- Publisher: Garber Communications (June 1, 1988)
- Language: English
- ISBN-10: 0893452203
- ISBN-13: 978-0893452209
- Product Dimensions: 5.5 x 1.2 x 8.5 inches
- Shipping Weight: 1.4 pounds
- Average Customer Review: 2 customer reviews
- Amazon Best Sellers Rank: #7,530,949 in Books (See Top 100 in Books)
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Destruction of Atlantis; Ragnarok the Age of the Fire and Gravel
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Ignatius Donnelly was born in 1831 Philadelphia and became a lawyer in 1852. Married in 1855, they moved to Minnesota. When Minnesota became a state in 1857 Donnelly was elected lieutenant governor. In 1862 he was elected to Congress for three terms. He campaigned for Greenback policies and served in the state senate. Donnelly wrote "Atlantis" and "Ragnarok" which became sensational best sellers and made him wealthy. "The Great Cryptogram" analyzed Shakespeare's plays to prove they were written by Francis Bacon. Two novels dealt with a fascist takeover of America "Caesar's Column", and racial intolerance "Dr. Huguet". In 1887 he became a founder of the Populist Party, and was nominated for Vice-President in 1898. He died in Minneapolis on 1/1/1901. His politics, oratory, and literature marked his originality and talents; his writings are now out of fashion.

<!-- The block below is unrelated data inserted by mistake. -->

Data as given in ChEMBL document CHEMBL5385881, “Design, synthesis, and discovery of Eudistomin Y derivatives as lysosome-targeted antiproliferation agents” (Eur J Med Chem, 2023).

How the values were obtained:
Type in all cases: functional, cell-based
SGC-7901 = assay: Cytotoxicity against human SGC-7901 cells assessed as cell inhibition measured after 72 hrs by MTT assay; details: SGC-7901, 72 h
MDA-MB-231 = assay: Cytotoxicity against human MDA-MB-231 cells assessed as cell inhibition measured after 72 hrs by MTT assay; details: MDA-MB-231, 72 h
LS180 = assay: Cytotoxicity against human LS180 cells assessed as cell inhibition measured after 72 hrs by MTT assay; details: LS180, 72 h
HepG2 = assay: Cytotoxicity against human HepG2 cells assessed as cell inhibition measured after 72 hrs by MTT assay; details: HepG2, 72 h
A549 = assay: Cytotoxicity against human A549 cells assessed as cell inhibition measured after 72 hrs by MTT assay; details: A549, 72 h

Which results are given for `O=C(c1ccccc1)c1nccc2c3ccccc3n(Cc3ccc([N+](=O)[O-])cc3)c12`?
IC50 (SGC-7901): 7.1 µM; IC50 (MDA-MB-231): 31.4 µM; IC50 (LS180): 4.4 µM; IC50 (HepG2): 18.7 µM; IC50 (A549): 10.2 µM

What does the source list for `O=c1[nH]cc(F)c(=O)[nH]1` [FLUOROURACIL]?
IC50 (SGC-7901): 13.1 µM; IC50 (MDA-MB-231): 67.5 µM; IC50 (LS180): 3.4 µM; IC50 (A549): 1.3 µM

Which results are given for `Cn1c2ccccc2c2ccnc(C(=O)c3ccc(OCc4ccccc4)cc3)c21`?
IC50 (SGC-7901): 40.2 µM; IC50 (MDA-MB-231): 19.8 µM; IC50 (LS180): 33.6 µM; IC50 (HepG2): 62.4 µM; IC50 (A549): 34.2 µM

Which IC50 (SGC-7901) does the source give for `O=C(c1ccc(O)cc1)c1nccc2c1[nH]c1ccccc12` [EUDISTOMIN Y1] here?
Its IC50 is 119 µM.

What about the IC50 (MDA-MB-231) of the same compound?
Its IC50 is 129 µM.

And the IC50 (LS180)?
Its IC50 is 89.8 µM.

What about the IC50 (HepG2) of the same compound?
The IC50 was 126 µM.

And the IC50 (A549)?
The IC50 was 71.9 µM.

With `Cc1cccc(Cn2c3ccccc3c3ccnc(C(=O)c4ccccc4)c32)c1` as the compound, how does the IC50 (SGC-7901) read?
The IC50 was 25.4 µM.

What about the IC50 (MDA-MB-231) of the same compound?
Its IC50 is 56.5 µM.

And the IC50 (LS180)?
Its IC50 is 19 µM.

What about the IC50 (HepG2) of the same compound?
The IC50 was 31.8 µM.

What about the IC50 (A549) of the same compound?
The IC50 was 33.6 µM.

Donnelly studied the legends and mythologies of Hindus, Persians, Britons, Chinese, Greeks, Scandinavians, the North, Central, and South American Indians, Arabians, Babylonians, and Egyptians that told of disaster by fire, hail, frost, darkness, changes in climates, and tales of dragons and other monsters. Donnelly claimed these reflected a visit from a giant comet, and the proof lay in The Drift of unstratified deposits which came from a cometic collision rather than glacial movement. Donnelly suggested a comet could have caused Old Testament events such as the destruction of the wicked cities, the sun standing still, and stones falling from the heavens. Ragnarok, the Twilight of the Gods (or Rain of Rocks), commanded the interest of general readers, and the admiration (if not credence) of the scientific world. Donnelly, a good lawyer, argued his case well with all the evidence available to him at the time. Decades later Immanuel Velikovsky would publish his version of this theory.
The surface of our planet consists of layers of sand, clay, and gravel (over stratified rock). It contains no trace of fossils. The pre-glacial world saw tropical plants growing near the Arctic Circle in Miocene times. Herds of elephants and other animals lived in Europe. Donnelly says a sudden cataclysm brought severe cold, and left deposits of sand, clay, and gravel; fissures were created in earth's crust. He explains why this was caused by a comet striking earth, the heat vaporizing the seas to create clouds, rain, and snow. Rocks on the surface would be smashed and crushed. This collision was preserved in the legends of mankind. The Great Lakes suggest points of impact. Vast clouds, and debris in the sky, would create a "nuclear winter".